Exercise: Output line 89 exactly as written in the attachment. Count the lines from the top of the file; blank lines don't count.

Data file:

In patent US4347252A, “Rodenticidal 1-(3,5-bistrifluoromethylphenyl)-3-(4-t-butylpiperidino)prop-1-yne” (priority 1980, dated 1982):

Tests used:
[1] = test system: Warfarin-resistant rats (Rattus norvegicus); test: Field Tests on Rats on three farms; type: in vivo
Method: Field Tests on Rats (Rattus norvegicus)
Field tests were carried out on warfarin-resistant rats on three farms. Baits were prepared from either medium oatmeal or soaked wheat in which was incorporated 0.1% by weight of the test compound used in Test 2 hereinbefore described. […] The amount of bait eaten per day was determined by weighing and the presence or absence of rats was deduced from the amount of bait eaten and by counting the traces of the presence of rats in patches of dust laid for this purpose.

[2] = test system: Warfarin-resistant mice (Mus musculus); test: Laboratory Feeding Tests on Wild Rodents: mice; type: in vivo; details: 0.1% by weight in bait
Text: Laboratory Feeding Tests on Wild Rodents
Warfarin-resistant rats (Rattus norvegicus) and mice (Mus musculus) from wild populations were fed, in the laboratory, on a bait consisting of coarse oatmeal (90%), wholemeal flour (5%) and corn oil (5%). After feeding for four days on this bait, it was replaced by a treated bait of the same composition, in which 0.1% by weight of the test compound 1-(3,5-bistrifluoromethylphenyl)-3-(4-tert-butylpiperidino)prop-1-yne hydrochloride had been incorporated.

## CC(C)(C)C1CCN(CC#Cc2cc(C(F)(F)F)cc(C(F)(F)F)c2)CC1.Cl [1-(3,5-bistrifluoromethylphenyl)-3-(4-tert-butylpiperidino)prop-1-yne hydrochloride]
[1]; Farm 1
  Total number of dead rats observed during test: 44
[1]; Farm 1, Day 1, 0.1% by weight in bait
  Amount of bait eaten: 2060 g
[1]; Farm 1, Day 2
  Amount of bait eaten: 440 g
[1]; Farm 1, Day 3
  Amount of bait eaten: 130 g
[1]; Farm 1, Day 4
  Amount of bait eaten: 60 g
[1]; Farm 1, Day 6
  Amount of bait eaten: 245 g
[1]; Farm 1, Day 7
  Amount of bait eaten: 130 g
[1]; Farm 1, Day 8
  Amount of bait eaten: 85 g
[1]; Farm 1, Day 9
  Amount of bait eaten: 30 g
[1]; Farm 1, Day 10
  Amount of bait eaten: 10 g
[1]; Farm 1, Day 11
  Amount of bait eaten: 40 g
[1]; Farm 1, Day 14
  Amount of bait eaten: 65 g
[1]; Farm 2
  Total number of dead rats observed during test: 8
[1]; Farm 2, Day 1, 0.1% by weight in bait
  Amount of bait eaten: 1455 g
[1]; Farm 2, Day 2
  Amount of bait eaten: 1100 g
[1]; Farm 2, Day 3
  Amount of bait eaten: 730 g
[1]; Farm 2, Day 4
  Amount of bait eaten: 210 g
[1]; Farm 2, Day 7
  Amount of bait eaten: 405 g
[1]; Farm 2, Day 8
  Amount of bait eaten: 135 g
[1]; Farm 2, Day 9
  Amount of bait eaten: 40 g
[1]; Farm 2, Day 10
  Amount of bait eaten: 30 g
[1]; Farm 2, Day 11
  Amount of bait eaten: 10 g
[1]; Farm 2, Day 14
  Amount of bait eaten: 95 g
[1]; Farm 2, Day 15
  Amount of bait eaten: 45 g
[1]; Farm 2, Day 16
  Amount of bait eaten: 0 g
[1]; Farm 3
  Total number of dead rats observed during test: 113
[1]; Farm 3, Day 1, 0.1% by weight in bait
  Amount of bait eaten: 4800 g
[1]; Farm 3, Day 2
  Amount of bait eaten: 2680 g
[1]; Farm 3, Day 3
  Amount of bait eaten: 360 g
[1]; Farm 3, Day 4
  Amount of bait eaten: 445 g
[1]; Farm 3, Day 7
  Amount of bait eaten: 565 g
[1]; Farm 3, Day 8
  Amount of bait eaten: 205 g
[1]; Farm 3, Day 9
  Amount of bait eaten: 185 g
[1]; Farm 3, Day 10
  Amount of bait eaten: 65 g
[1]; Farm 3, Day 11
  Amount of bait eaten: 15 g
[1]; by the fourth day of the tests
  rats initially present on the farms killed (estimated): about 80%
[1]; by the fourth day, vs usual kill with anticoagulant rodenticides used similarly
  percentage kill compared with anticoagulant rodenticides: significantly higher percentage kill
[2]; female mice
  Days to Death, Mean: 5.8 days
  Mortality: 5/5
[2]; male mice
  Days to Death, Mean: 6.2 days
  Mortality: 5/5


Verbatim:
  Mortality: 5/5